MongoLock ransomware has been around since 2017. However, it hasn’t wreaked much havoc at the time of the discovery. However, it sent ripples across the cyber landscape in September last year when it affected several MongoDB databases.
A team of ransomware removal experts has recently discovered a new variant of MongoLock Ransomware. As mentioned earlier, this cryptovirological strain is primarily devised to target Mongo DB databases. So, it would be better to get a primer on MongoDB before delving into the details of the latest ‘trouble’ from MongoLock ransomware operators.
What is MongoDB?
MongoDB is a document-based database that provides exceptional flexibility and scalability to organizations that have to operate in a document-intensive environment. MongoDB databases can help all such organizations to streamline their operations.
MongoLock Targets MongoDB
MongoLock operators have played a great trick by tailoring their cryptovirological payload specifically for MongoDB databases. They infiltrate the servers with MongoDB bases and make encrypted copies of them on their own server before deleting them. A ransom note on the desktop of the affected device appears after the deletion.
The idea behind targeting MongoDB databases is to inflict downtime on organizations whose operations are largely dependent on documents. Many affected companies actually fall victim to this ploy. In order to prevent extended downtime, they agree to pay the attackers for ransomware removal.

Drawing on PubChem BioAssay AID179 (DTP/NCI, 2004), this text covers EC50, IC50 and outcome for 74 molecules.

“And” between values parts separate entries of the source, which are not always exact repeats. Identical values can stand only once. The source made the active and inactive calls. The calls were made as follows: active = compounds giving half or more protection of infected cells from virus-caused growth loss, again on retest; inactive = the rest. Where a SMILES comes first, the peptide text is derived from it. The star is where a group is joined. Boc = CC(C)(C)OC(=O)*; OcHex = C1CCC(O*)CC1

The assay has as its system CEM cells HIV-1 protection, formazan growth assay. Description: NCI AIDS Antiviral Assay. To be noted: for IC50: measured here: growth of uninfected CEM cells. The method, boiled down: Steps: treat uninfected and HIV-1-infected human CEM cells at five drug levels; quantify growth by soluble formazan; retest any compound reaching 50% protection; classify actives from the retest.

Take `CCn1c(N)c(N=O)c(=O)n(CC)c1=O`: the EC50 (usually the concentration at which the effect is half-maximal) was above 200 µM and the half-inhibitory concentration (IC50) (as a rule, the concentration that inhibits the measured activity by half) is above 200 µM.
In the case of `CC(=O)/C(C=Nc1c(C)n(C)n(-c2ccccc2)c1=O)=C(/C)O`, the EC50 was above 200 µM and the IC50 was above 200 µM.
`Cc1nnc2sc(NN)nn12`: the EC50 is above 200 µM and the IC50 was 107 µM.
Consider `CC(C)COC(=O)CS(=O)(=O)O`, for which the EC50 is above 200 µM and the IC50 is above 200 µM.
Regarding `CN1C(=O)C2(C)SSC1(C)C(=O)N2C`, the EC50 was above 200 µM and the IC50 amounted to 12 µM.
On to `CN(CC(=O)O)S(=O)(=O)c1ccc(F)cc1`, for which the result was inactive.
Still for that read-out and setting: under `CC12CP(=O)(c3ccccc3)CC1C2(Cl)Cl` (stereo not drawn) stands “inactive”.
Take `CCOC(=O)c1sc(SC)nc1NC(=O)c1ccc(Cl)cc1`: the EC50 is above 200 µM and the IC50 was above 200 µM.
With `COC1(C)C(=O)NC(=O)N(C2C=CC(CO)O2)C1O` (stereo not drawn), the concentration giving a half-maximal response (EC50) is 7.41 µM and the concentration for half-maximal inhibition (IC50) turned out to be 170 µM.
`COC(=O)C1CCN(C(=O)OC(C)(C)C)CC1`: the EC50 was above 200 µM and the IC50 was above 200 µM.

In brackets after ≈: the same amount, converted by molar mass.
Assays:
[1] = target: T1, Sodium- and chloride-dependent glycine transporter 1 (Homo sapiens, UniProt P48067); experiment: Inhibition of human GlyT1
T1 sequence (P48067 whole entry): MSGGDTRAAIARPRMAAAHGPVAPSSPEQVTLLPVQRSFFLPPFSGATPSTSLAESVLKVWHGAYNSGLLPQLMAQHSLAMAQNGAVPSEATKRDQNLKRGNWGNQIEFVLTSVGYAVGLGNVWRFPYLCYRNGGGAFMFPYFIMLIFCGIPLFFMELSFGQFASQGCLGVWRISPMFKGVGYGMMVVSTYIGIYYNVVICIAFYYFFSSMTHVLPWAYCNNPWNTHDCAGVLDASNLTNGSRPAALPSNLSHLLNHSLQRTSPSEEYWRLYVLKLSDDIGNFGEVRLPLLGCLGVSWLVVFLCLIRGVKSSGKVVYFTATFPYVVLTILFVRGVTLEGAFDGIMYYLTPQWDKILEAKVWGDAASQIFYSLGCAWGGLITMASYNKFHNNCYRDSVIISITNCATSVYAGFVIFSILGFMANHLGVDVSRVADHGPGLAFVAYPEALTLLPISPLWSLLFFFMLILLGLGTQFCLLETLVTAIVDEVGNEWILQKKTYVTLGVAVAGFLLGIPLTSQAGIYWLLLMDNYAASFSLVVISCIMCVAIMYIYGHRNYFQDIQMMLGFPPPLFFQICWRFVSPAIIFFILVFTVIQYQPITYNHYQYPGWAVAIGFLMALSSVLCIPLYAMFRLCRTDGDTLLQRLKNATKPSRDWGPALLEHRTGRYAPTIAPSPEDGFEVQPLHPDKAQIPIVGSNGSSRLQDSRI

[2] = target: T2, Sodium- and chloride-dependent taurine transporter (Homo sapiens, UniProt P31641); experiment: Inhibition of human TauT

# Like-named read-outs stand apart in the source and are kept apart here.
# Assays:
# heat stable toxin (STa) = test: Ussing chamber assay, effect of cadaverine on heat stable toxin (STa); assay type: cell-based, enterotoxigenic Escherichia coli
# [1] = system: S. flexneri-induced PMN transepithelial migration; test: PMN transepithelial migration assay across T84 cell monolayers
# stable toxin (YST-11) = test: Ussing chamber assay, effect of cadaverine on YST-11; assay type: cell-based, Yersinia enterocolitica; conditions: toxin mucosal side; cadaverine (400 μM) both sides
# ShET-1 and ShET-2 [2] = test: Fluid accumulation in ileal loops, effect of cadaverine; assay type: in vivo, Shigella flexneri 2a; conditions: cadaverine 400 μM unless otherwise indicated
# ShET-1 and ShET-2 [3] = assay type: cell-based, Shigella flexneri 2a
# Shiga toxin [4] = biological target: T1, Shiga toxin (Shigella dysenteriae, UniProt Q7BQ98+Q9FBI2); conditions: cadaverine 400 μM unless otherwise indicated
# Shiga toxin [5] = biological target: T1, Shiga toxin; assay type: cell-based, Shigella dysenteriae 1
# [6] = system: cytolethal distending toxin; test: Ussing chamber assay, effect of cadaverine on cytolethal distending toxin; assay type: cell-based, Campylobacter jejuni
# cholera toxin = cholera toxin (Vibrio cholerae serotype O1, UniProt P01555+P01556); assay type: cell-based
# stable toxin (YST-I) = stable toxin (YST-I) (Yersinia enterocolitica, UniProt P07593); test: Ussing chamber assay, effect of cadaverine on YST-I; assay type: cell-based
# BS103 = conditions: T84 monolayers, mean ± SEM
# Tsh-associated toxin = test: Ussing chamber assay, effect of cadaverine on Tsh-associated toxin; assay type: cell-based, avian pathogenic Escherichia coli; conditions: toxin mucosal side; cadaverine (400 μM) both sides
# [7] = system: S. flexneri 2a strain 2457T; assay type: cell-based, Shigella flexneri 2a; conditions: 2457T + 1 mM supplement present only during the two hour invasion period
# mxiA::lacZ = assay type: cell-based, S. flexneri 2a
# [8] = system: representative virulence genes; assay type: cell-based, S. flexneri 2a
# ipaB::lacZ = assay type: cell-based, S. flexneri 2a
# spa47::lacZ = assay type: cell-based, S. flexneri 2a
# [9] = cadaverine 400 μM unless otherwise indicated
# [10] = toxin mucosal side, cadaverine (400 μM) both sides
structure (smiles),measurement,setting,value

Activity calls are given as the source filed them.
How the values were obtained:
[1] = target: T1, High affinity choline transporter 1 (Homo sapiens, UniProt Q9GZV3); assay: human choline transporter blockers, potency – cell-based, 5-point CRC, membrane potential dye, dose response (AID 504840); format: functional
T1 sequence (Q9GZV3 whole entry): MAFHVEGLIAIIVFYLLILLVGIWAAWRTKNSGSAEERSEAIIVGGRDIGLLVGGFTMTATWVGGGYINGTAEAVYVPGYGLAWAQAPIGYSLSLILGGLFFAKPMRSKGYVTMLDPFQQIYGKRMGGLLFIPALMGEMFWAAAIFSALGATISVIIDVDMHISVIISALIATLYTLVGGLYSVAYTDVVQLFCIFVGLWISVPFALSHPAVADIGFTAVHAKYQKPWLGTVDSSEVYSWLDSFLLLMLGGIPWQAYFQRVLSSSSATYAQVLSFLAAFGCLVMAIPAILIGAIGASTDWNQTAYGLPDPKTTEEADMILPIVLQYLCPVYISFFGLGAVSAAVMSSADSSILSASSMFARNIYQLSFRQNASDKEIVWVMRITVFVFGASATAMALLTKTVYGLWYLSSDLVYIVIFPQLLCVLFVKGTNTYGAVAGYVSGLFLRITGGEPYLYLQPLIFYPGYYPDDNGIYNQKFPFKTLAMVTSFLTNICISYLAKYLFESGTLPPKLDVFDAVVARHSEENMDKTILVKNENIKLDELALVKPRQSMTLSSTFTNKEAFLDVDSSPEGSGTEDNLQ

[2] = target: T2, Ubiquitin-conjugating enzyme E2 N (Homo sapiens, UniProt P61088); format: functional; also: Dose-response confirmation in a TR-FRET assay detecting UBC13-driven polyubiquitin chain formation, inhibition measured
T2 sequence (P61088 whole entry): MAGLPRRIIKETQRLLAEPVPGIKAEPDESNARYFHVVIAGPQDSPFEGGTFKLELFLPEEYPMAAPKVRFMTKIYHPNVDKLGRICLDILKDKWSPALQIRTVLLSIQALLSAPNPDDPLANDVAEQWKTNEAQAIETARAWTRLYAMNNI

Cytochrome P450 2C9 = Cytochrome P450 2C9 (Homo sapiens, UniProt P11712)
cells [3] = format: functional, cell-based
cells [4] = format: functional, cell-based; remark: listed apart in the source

According to the initial investigation, the operators of new MongoLock operators are asking for 0.1 Bitcoin for providing the decryption key. This dollar amount of this ransom is approximately $344, according to the current exchange rate. The attackers ask the victims to send them emails with their IP addresses and the proof of payment to get the ransomware removal solution. The Bitcoin wallet address and ID of attackers are given in the ransom note. MongoLock operators also warn victims with the threat that they will delete the encrypted files after the lapse of 24 hours.
Extended downtime is, in fact, a major issue for organizations. It affects their customer service and also damages reputation among peers. Both these aftereffects can eventually lead to tangible losses. The implications of downtime make it more likely for the affected organizations to yield to the demands of ransomware operators.
By deploying professional ransomware removal services for neutralizing the problem, you can get around the unpleasant prospect of extortion payment. Moreover, establish a regular regimen of data backups. With a copy of important data on an offsite location, you won’t have to incur downtime following any cyber attack.
Ransomware removal experts are still trying to find the distribution method employed by the MongoLock operators. There are strong chances that they are either using phishing emails or RDP hacking to infiltrate MongoDB servers.